2. Will there be a change in the current market model? Yes. By engaging authors in the economic decision about where to publish, we will create article-level (submission) price competition between journals and publishers.
  3. Will research-production-intensive institutions be made worse off? No. The costs of scholarly communications (primarily subscriptions) are generally paid (mostly indirectly) by research funders today. Those total payments for scholarly communications will be less in a predominantly gold OA world. The research funders can and will redirect funds to where the costs are paid, raising reimbursements to those institutions whose costs go up (because they are paying for a disproportionate share of APCs) and reducing them to those whose costs go down (because they are saving more through the elimination of subscription payments than they are paying in APCs).
  4. Will gold OA hurt under-resourced institutions (such as those in the “global south”)? No. First, because they generally publish less per employee than better-resourced institutions, at first blush we should if anything expect them to benefit: they’ll save more in eliminated subscription costs than they will pay in APCs. At worst, since research funders routinely adjust research direct and indirect payments as costs change, under-resourced institutions might not get to keep the savings, but they won’t be made worse off. (And any current subsidies to reduce their subscription costs can simply be re-directed to be APC subsidies.)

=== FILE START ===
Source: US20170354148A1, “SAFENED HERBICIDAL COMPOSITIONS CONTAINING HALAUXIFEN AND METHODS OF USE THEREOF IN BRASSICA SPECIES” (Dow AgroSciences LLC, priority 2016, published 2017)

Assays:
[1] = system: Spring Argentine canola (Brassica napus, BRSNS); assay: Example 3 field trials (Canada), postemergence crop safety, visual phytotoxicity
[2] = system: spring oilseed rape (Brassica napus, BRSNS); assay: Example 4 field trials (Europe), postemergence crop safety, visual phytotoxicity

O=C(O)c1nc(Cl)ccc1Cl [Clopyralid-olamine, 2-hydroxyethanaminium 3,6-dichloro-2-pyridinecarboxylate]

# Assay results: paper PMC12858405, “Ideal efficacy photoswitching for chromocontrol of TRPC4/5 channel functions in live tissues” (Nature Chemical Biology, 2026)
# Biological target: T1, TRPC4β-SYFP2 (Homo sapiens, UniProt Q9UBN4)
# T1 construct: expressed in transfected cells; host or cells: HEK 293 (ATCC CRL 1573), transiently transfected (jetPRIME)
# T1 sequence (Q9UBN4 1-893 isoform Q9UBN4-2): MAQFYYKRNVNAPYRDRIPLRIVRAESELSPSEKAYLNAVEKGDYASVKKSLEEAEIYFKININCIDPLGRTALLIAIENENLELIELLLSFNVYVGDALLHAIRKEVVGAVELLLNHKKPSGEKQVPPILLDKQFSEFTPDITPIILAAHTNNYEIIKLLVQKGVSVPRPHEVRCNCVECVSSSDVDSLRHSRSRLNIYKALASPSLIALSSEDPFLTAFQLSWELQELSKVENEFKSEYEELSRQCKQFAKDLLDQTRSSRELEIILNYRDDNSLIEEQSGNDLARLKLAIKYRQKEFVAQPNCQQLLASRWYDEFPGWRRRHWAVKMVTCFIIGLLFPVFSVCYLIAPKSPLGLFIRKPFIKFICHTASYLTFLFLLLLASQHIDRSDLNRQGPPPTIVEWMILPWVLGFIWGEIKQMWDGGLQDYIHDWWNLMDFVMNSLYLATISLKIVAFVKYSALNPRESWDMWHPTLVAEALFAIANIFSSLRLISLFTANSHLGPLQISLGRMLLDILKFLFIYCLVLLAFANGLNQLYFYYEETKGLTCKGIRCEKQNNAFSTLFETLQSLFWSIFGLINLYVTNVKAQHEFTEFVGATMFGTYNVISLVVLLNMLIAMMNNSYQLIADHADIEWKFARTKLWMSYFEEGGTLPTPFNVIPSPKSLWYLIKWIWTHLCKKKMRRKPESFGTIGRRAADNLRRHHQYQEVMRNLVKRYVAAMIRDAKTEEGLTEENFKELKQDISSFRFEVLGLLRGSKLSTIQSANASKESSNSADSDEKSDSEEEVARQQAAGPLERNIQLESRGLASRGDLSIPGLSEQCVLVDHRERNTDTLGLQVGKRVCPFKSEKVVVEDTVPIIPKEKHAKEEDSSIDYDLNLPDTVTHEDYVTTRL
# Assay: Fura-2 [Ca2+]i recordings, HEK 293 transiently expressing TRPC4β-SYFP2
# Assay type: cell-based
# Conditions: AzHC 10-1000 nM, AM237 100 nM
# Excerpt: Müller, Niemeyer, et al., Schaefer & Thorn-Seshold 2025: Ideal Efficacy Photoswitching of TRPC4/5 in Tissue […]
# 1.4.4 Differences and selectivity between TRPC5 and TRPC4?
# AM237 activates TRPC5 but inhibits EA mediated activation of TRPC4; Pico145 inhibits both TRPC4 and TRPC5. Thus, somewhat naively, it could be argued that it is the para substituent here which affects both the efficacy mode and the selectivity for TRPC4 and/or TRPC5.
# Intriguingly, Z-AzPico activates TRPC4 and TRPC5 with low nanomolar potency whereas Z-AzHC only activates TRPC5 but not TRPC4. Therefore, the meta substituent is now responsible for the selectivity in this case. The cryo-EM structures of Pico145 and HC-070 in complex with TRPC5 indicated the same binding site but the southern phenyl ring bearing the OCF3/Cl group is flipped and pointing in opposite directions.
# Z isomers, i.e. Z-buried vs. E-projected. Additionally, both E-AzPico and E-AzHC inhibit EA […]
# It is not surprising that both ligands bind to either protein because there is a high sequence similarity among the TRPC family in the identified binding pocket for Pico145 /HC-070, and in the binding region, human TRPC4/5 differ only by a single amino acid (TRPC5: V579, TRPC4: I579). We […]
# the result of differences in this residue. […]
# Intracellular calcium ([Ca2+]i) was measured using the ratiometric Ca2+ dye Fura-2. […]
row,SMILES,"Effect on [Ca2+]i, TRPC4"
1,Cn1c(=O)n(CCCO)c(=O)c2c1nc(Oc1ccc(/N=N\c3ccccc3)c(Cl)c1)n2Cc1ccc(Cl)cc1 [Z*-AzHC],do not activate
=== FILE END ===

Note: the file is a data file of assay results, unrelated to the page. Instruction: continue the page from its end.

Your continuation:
5. Will flipping to gold OA take too long and cost too much? Given our experience to date with green OA, and the fundamental problems with getting to effective, universal green OA sufficient to bring subscription prices to competitive levels, flipping to gold OA probably can happen much sooner. And though the transition may be somewhat costly, those costs will be moderated increasingly by negotiated offsets. And some transitional investment is justified by the great social benefits that will follow from open access and competitive rather than monopolistic prices for scholarly communications.

Will flipping to open access strengthen the monopolized scholarly publishing industry?

To address this let me say a few words about the market structure of the current industry. “Monopoly” generally means “a single seller”, yet there are many scholarly publishers (some for profit, some not-for profit; some with many titles, many with just one or a few titles). Nonetheless, it is reasonable, for short hand, to say that scholarly publishing is monopolized.